Rick "Secession" Perry vs. Kay "Bailout" Hutchison. That's the snarky shorthand for the (insert Texas-size metaphor) shaping up in the Lone Star State for the GOP primary next March.
Perry is the two-term, 59-year-old Republican governor. He created quite the stir last month by seeming to encourage the notion of a breakaway Texas republic He's facing a rare intra-party challenge from U.S. Sen. Hutchison, who's 65 and has coveted the governor's chair for many of those years.
It's exceedingly rare for a sitting senator to challenge a governor of his or her own party.
But these two have never particularly liked each other and the word around Texas is that Hutchison agreed to hold off from challenging Perry in 2006 because he swore to Republican donors and other party bigs he would step down rather than seek an unprecedented third term in 2010.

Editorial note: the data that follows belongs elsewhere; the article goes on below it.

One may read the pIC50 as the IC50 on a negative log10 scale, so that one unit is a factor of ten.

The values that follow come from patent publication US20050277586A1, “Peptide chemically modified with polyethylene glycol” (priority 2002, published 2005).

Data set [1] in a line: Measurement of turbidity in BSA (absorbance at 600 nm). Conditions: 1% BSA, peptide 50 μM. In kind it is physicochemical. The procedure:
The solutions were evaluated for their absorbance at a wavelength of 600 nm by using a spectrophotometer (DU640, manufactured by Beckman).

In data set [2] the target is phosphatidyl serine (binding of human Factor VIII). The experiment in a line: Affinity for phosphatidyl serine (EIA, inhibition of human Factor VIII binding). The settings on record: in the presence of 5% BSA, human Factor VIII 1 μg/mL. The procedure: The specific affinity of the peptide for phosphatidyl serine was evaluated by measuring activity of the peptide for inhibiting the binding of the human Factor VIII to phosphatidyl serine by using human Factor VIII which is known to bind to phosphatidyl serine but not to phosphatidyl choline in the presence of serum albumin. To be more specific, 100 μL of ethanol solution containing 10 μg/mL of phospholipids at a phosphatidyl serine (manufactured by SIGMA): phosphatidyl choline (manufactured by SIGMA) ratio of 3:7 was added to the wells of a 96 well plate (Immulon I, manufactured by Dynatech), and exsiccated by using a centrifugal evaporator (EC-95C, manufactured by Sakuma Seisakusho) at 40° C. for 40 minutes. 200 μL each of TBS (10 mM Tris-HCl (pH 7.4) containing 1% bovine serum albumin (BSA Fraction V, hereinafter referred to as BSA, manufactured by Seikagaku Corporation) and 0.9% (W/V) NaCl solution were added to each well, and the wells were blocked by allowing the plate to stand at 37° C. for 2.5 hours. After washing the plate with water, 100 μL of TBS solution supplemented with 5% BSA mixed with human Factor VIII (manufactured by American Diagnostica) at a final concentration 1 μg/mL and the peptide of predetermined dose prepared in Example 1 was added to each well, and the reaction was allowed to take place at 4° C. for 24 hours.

One of the best things the governor has going for him, his strategists believe, is the fact he's survived a number of rough campaigns, weathering tens of millions of dollars in negative TV ads and, after switching parties in 1989, knocking off a Texas legend: the wisecracking agriculture commissioner Jim Hightower.
Hutchison, as even her supporters concede, has not faced a tough race since her first unsuccessful try for Congress, way back in 1982.
“Most of his elections Perry is seen as the underdog, or in for the fight of his life,” said Ken Luce, who ran Perry’s campaign against Hightower, a historic upset that people still discuss nearly 20 years later. “He always wins because he outfights, outhustles and outworks everybody else.”